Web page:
Traditional Mongolian dance is a vibrant and expressive form of cultural expression. It encompasses a wide range of styles, each with its unique movements, costumes, and music.

  • Types of Dances: Mongolian traditional dances can be categorized into three main types: Bii biyelgee (expressive dance), Urtiin duu (long song dance), and Biyelgee (acrobatic dance). Each type showcases different elements of Mongolian culture and history.
  • Costumes: Traditional Mongolian dance costumes are colorful and elaborate, often adorned with intricate embroidery and traditional patterns. The costumes play a significant role in enhancing the visual appeal and storytelling of the dances.
  • Performances: Traditional dance performances are a common sight at festivals, celebrations, and cultural events in Mongolia. They offer a glimpse into the rich traditions and customs of the Mongolian people.

Mongolian Traditional Crafts

Mongolia has a rich tradition of craftsmanship, with artisans skilled in various traditional crafts.

  • Felt Making: Felt making is a traditional craft in Mongolia, where artisans create intricate designs using sheep wool. Felt products include clothing, rugs, and decorative items.
  • Leatherwork: Mongolian leatherwork is renowned for its quality and craftsmanship. Artisans create beautiful leather items, such as boots, belts, bags, and saddles, using traditional techniques.
  • Wood Carving: Wood carving is another traditional craft that thrives in Mongolia. Skilled artisans carve intricate designs on wood, producing decorative items, furniture, and musical instruments.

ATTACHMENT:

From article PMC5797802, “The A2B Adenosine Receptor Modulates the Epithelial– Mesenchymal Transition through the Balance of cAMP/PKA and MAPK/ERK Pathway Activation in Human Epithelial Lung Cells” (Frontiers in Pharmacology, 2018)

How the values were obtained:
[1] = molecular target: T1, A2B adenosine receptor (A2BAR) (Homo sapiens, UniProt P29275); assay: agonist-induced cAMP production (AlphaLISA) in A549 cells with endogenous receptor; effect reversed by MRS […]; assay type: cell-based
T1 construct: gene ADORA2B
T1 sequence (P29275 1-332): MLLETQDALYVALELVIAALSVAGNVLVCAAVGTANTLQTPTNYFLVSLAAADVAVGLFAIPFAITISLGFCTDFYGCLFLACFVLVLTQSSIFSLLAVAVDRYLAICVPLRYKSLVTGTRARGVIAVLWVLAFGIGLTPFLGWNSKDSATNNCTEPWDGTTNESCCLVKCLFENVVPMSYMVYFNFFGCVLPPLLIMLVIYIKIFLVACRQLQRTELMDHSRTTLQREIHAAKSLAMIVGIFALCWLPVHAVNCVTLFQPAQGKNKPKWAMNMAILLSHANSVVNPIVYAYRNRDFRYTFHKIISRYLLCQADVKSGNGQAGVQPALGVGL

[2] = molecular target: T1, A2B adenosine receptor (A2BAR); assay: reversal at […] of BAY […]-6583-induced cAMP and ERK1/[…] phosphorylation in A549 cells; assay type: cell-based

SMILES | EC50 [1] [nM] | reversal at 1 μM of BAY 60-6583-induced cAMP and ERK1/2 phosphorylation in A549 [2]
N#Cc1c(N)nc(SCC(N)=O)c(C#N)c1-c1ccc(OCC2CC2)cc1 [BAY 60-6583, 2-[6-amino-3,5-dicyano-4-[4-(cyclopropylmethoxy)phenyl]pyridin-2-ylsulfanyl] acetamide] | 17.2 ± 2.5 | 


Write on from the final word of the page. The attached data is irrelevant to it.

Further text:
Contemporary Art Scene in Mongolia

In recent years, Mongolia has witnessed the emergence of a vibrant contemporary art scene that blends traditional elements with modern influences.

  • Art Galleries: Ulaanbaatar, the capital city of Mongolia, is home to numerous art galleries showcasing the works of local and international artists. These galleries provide a platform for contemporary artists to exhibit their creations.
  • Art Festivals: Mongolia hosts various art festivals throughout the year, attracting artists and art enthusiasts from around the world. These festivals celebrate different art forms, including painting, sculpture, photography, and performance art.
  • Artists’ Communities: Artists’ communities and collectives have formed in Mongolia, fostering collaboration, creativity, and innovation. These communities provide support and resources for artists to develop their skills and showcase their work.

Mongolian Musical Instruments

  • Morin Khuur: The Morin Khuur, also known as the horsehead fiddle, is Mongolia’s national instrument. It has a distinctive horsehead carving at the top of the instrument and is played with a bow.
  • Yoochin: The Yoochin is a traditional Mongolian instrument similar to a dulcimer. It consists of a wooden body with strings stretched over it, which are plucked to produce melodic sounds.
  • Tovshuur: The Tovshuur is a traditional Mongolian string instrument, often referred to as a lute. It has a long neck and a round body, and it is played by plucking the strings.


Exploring local arts and hobbies in Mongolia is an enriching experience that allows visitors to dive into the country’s vibrant cultural heritage. From traditional calligraphy and throat singing to contemporary art and traditional crafts, Mongolia offers a diverse range of artistic expressions. By immersing oneself in these art forms, one can gain a deeper understanding of the country’s history, traditions, and the creative spirit of its people.


– National Geographic: www.nationalgeographic.com
– Mongolian National Modern Art Gallery: www.mnma.mn
– Mongolian Art and Culture Center: www.mongolart.mn
– UNESCO Intangible Cultural Heritage: ich.unesco.org
– Mongolian Traditional Art and Craft Association: www.mongolart.mn